“Sleep tight and don’t let the bed bugs bite”
Well, beds in some parts of the UK used to be a frame with rope strung from one side to the other, with a mattress made of all sorts of natural stuff. Every now and then you would have to pull the ropes tighter. As for the bed bugs!!! There in posh houses they would put coals in a pan made of copper and rub inside the bed to hear a popping sound of the “Wee beasties” (Northern Scottish accent).
For some reason, I was attempting to find the soothsayer from Up Pompeii and failed. In the meantime looking at some YouTube of the series I enjoyed cringing at the odes. I also recalled Manny, a relative of Frankie Howerd who was a dear friend to my mother, but didn’t actually like me (you cannot win them all).
So, anyways I felt the need to do something Up Pompeii ode~like:
Note: It’s a poetic attempt at satire from that era.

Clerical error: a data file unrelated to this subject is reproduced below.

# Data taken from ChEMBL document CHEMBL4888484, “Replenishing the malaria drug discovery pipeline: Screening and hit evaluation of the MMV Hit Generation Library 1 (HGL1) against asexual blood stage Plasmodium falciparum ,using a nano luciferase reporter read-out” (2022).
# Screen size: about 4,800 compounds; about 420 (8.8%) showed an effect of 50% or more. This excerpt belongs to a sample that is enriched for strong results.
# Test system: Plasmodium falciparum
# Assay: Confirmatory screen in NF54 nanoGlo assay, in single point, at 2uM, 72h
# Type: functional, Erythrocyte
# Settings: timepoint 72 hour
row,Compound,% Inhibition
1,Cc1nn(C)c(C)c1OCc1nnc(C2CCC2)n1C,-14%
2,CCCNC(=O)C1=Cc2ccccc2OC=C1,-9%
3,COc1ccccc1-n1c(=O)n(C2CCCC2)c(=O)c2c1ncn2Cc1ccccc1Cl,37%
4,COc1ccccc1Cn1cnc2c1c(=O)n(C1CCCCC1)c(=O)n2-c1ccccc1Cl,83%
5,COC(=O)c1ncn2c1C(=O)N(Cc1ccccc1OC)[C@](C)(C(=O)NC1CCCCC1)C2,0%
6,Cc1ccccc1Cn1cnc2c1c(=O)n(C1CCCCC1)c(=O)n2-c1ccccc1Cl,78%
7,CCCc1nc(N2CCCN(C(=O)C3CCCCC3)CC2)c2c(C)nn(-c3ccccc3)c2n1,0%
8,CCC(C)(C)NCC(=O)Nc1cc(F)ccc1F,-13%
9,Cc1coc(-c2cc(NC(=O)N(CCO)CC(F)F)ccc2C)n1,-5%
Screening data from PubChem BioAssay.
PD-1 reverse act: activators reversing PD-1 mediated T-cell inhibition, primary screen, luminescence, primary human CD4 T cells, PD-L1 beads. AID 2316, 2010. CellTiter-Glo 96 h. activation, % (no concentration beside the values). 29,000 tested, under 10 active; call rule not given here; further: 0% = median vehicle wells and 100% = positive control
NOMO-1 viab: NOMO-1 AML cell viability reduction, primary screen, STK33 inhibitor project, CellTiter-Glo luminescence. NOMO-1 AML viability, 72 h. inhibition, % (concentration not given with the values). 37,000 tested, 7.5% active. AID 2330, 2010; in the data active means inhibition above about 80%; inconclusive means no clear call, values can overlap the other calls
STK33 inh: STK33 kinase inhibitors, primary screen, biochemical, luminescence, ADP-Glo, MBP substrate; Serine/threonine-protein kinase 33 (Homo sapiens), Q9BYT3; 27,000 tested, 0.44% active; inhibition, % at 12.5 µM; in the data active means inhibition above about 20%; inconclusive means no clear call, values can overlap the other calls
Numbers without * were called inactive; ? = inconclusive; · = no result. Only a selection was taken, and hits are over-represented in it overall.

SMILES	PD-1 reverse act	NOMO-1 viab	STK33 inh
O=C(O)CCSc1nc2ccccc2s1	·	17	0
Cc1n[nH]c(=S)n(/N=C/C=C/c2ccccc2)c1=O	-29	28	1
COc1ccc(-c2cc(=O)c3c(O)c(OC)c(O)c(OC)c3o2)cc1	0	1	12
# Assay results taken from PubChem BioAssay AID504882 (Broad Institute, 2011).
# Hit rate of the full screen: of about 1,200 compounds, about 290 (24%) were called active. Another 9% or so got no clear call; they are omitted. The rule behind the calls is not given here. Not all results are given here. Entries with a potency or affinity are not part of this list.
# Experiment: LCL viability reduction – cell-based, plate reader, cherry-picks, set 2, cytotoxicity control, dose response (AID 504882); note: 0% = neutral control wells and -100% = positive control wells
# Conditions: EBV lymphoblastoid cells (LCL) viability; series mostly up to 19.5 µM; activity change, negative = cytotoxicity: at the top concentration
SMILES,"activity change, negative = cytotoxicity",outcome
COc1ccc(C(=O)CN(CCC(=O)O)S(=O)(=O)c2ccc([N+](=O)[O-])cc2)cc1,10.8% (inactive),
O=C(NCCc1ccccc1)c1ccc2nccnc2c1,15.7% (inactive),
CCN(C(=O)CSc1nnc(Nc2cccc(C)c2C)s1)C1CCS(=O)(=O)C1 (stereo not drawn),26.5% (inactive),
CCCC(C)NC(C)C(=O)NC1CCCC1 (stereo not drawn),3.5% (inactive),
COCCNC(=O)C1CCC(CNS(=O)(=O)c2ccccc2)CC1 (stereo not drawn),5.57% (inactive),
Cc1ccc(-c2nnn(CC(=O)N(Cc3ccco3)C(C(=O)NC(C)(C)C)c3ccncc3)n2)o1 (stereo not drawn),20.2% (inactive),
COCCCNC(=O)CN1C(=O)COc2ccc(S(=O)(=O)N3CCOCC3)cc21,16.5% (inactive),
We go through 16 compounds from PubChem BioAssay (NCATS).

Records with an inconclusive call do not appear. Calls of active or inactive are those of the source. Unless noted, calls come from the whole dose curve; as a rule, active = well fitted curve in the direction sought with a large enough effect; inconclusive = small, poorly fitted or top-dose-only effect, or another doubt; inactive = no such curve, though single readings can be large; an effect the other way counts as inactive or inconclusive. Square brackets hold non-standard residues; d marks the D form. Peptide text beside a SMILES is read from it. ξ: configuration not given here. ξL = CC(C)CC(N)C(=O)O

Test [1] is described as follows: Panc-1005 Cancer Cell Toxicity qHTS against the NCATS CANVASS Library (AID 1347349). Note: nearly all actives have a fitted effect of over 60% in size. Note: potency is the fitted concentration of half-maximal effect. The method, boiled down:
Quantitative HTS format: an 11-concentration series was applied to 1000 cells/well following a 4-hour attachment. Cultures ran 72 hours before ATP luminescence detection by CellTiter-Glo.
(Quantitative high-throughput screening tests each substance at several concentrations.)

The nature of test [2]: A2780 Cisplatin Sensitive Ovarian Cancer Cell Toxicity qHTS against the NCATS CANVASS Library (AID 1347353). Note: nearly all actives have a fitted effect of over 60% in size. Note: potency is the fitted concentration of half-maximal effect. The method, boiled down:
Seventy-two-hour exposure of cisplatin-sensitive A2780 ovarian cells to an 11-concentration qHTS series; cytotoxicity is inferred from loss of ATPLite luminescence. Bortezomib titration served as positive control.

A saucepan with the base as wide as a dinner plate or more and the height at least 6inches
A big slatted metal spoon
A couple of average size potatoes (smaller than one you would use as a baked spud)
Vegetable oil (not sunflower oil as it doesn’t take to cooking at chip temperature as well)
A pinch of salt to taste
In the saucepan pour in about 2inches of the vegetable oil. Turn the heat up under the pan and
keep an eye on the hot oil!
so as when a cube of bread starts to sizzle when you drop it in, the oil is hot enough to cook the chips (so if the potatoes are not ready yet, move the bloody pan to another ring before it sets itself on fire and panics the hell out of you).
So, while that heats up, take a couple of average size potatoes, rinse and cut off any sprouty bits, but leave the skin on. Slice into chip shapes (thicker takes longer, but uses less oil and is healthier). Make sure the chips are not soaking wet, check again that the oil is the right temperature (when another cube of bread starts to sizzle when you drop it in) and you’re ready to put the chips into the hot oil. Stir once with the big slatted metal spoon and maybe again in a few minutes, but once you start to hear them make a high pitch sizzle and/or start to turn golden, then anytime after that you can test to see if they are ready, by picking one out with the slotted spoon, cutting it in half and tasting it. Enjoy!